This is where asking “What am I making it mean about me?” really comes in. When I think that maybe I’m just too much, the reality is I’m likely pulling from a negative theme I’ve had some other time in my life.

 

I’m allowing my brain to only confirm and believe things that show what it already believes to be true, instead of considering that maybe the evidence just doesn’t support that thought or belief anymore (or that it never even did).
 

We can also use “So what?” to look at our past. We can look at our childhood, our career, our relationships, our marriage… everything. We can also use it for smaller everyday things – so what if I got cut off in traffic, if I showed up late to the meeting, if I got a snarky email from a colleague?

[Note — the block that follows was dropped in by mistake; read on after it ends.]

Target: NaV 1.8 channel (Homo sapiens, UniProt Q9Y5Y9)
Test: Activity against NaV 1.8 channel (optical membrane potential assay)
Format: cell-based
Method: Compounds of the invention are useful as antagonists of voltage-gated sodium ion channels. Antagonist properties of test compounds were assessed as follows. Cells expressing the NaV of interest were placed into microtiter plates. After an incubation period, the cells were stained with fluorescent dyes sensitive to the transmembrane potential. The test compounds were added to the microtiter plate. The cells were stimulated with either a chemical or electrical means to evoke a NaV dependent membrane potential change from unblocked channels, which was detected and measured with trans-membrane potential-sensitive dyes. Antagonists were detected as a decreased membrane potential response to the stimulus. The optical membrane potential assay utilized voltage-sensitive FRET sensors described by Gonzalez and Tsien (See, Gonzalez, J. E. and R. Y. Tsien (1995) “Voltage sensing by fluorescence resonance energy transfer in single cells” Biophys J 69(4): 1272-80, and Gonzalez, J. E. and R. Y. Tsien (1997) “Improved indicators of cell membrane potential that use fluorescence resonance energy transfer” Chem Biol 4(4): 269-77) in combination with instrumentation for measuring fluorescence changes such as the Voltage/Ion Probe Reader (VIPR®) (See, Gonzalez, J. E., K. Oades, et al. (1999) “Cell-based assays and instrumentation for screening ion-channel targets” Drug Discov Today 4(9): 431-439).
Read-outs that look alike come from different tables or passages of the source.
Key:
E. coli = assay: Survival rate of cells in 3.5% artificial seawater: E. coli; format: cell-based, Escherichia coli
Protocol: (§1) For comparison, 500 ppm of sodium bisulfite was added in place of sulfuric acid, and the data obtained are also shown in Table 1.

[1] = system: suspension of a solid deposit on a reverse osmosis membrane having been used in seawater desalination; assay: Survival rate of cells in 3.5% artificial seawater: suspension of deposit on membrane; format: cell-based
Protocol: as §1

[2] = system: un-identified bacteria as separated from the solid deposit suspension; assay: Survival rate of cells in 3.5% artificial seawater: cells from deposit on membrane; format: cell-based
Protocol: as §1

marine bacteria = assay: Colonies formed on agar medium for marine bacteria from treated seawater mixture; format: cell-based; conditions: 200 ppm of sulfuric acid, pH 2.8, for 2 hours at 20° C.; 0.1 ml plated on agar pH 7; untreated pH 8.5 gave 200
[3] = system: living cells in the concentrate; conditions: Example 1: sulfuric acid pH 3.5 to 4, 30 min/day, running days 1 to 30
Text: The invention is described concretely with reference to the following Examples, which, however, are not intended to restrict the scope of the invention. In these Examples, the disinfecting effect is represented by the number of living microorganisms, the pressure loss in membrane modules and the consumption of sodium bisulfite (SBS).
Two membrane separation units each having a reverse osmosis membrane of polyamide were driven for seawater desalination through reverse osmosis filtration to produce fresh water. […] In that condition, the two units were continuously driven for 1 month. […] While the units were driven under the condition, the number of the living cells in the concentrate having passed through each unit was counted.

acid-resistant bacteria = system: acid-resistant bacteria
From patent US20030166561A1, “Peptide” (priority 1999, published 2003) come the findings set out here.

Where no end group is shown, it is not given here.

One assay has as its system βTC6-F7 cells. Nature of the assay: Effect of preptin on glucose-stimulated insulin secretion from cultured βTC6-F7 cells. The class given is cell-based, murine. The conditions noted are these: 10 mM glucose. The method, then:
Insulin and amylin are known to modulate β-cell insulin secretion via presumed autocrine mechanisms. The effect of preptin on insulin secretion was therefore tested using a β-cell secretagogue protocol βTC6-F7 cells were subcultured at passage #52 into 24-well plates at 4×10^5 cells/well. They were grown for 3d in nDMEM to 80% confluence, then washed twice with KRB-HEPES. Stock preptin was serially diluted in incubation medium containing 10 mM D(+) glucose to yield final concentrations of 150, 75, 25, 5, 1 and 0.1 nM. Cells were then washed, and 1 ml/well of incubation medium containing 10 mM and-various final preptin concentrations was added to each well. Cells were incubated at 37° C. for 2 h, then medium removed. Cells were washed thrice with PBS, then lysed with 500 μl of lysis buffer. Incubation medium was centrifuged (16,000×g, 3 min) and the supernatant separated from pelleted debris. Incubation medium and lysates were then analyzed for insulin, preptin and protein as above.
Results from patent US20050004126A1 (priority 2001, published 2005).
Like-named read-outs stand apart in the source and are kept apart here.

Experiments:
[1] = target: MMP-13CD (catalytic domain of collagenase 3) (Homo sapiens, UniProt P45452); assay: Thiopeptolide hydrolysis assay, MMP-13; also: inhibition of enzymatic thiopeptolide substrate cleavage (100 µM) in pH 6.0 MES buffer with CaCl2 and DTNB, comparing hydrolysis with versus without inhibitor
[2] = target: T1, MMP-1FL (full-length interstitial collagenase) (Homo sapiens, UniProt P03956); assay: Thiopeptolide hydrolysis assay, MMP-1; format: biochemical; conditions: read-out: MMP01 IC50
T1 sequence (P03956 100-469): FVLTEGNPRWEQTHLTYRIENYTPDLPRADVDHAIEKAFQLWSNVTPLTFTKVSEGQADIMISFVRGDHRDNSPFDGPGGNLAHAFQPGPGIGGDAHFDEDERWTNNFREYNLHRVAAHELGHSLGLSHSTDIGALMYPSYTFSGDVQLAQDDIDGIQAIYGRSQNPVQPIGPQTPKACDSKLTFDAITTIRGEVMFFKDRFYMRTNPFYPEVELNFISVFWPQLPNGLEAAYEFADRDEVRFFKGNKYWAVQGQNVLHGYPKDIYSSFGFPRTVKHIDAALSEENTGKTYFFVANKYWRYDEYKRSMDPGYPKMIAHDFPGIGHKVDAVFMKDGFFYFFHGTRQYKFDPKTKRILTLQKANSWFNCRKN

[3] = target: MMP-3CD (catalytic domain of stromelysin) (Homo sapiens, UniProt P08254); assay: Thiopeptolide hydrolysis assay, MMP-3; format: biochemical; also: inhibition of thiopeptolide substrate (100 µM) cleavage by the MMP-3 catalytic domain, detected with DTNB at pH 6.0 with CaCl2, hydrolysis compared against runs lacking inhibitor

Remember, you get to tell the story, and choose the version that best serves you at this moment in life. That’s one of the greatest gifts of being a human with a prefrontal cortex. You get to choose the meaning you give … to everything.

 

We can make events in our life mean something about how we were a victim of something horrible, or we can make it mean we are the heroin of our own freaking hero’s journey, in our own adventure of the soul.

 

We can remember that there are some things we can change, and some that we can’t. As Shantideva said in The Bodhisattva’s Guide to the Way of Life, “if you can change something, why be unhappy? If you can’t change something, why be unhappy?”